EU Commission Say ‘Real’ Brexit Talks to Begin After Elections

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As the British general elections have been announced, the EU is waiting patiently for the results. An EU spokesman said that ‘Real’ Brexit talks will begin only after June 8. It is quite likely that the negotiations for the Brexit vote would take place only after the new government is in power. The 2-year long process will certainly need a stable administration. As the deadlines for different levels of negotiation are decided, European Commission prefers to wait.

Brexit – Detail of Silky Flag of Blue European Union EU Flag Drapery With Puzzle Piece With Great Britain

Brexit Changing Dynamics

 

Earlier, a UK official said that the location of EU agencies based in London will be a part of Brexit negotiations. However, the EU has now cleared that London will have no say in this matter.  The authorities in question include the European Medicines Agency (EMA) and European Banking Authority (EBA). After an early call for elections, British PM Theresa May talked to Jean-Claude Juncker on phone. They both talked about Article 50. An EU spokesman said that both parties will negotiate Brexit only after the polls. It would be better for London to negotiate with a new leadership. However, it might also mean significant changes in thought between the incoming and outgoing leaders.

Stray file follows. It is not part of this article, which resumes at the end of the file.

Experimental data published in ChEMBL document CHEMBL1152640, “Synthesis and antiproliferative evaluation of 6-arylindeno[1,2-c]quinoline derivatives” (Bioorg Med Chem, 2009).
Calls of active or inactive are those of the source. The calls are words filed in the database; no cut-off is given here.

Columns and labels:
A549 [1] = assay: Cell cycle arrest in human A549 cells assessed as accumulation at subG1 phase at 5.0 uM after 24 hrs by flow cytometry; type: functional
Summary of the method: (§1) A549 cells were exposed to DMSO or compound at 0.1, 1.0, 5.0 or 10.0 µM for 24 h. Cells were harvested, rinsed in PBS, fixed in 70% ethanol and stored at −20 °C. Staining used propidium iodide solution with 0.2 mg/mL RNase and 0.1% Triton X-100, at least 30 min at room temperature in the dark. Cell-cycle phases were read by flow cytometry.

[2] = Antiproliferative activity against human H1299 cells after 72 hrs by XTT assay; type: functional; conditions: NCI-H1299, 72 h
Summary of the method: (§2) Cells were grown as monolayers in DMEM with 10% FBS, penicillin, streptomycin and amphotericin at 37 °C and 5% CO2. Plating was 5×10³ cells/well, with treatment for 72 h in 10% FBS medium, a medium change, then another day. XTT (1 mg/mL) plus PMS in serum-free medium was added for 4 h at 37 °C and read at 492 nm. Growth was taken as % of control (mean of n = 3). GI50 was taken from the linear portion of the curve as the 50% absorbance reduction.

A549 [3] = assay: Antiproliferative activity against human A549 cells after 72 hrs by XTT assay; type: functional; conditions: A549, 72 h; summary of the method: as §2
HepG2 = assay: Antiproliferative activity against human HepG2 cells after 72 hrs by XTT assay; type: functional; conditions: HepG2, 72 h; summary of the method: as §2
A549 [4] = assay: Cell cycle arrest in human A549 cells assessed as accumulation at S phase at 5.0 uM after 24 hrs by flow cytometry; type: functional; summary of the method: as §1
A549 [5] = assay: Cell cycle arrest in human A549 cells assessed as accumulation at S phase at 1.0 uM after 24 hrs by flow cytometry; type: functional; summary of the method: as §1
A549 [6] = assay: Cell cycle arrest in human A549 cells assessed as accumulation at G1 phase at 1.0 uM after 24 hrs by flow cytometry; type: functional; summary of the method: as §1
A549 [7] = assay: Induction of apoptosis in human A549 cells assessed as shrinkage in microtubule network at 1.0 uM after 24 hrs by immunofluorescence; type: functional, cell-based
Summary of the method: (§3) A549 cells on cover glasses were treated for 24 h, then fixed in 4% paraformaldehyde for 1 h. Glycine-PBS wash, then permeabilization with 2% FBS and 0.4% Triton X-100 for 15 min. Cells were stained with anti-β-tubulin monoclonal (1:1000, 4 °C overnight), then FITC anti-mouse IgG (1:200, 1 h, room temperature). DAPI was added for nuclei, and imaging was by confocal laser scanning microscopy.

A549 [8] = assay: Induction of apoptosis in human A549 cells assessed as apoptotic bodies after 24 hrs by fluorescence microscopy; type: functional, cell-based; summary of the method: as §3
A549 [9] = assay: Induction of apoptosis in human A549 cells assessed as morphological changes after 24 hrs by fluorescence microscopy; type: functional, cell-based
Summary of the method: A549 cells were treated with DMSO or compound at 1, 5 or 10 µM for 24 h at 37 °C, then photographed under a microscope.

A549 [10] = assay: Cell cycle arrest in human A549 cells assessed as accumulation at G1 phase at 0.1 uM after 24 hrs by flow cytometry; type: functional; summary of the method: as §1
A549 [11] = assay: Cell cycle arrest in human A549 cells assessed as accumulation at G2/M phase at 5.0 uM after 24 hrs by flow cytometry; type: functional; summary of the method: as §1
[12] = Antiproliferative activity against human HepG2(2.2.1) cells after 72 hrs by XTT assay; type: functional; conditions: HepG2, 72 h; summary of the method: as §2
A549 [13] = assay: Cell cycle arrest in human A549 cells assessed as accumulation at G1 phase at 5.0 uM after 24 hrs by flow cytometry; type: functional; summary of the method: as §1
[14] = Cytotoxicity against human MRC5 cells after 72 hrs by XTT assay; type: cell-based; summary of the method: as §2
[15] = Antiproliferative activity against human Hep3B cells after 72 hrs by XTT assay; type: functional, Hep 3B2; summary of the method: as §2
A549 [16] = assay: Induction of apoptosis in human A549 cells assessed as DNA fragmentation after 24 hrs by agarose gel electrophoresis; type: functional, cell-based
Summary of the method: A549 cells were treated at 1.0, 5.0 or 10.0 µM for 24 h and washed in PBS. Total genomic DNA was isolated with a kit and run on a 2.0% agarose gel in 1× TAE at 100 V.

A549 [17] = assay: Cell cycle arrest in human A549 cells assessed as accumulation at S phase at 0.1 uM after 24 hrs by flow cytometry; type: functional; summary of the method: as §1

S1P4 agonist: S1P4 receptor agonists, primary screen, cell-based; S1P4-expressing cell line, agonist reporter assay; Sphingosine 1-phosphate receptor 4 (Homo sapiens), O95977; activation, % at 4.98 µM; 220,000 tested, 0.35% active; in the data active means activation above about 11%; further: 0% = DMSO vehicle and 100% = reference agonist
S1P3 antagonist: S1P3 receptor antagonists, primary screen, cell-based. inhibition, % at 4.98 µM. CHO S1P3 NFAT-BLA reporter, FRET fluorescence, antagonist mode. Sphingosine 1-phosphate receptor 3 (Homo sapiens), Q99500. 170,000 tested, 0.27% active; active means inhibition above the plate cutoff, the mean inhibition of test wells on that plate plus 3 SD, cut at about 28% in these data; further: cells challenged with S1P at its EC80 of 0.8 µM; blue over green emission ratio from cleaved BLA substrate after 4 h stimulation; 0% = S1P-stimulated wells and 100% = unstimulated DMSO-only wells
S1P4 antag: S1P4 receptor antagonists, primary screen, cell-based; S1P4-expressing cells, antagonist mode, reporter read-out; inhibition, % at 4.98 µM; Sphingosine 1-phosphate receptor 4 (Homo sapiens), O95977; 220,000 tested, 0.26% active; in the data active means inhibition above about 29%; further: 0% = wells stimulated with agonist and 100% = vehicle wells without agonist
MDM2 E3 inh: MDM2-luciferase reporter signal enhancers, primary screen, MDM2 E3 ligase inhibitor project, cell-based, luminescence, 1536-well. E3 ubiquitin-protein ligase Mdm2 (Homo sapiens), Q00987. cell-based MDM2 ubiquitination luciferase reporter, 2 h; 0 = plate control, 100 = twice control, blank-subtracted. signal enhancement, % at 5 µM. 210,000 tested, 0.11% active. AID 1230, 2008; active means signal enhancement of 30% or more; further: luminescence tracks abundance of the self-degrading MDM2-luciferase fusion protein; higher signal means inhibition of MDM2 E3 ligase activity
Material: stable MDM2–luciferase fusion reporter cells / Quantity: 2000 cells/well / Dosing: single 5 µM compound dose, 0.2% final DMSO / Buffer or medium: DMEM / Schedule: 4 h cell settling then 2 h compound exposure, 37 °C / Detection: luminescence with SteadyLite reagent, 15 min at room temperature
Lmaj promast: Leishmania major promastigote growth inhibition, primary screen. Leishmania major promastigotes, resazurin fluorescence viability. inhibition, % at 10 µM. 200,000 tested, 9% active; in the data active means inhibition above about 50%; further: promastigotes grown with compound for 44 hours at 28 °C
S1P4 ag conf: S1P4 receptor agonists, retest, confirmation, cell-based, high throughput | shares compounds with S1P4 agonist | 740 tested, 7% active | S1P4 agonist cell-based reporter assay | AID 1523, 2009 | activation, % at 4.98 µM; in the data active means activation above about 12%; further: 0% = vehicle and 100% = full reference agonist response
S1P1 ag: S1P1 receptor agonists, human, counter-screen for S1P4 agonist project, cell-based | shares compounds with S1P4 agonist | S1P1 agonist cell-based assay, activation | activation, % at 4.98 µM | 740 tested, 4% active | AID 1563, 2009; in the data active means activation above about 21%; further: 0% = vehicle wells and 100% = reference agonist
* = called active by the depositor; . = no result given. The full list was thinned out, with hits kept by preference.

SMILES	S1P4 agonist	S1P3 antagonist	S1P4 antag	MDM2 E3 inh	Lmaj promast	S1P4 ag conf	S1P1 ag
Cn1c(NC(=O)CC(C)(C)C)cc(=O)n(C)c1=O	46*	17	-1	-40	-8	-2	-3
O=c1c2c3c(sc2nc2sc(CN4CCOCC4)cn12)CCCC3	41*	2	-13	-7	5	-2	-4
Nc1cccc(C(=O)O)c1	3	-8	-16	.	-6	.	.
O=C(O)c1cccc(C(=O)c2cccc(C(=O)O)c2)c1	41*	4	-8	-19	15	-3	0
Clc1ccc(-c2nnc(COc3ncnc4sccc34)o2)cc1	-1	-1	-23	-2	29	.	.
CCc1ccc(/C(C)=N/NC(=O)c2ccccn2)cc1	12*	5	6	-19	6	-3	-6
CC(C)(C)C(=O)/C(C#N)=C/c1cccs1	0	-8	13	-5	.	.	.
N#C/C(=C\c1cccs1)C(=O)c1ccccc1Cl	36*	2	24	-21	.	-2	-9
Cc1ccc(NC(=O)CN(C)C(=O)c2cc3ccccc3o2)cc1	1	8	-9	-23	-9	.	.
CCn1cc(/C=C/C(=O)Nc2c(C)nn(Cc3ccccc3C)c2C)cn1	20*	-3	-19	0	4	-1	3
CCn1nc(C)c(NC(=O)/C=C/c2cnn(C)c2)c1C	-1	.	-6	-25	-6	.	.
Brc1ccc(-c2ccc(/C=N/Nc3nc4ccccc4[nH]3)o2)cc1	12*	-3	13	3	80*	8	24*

‘Real’ Brexit

 

The EU spokesman clarified that the Union did not delay the negotiations deliberately owing to the elections. The negotiation talks had to begin in June per the deadline. The EU would have started talks even if the elections had not been called prematurely. Note that 27 of the remaining countries of the Union will met on April 29th to decide the bloc’s position. We will know if it will be a ‘soft’ or ‘hard’ Brexit by May, when EU releases the legal text.

EU and British Elections

The commission said that it would not interfere with domestic issues of Britain, including the elections. The spokesman states that the commission is not going campaigning or participating in any debates related to the elections. The new Prime Minister of the UK will follow the same negotiation schedule as before. Theresa May clearly suggested that she wanted the elections to take place before negotiations begin. She stated that she wanted a clear mandate on Brexit before talks start formally. The incoming PM candidate would need a House of Commons majority to pave a smooth way for the negotiations.

Britain will have to cope with domestic tensions before they can formally take a stance on ‘Real’ Brexit. The leadership of the incoming Prime Minister will be the guiding light in turbulent times.

 

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Anthony Young

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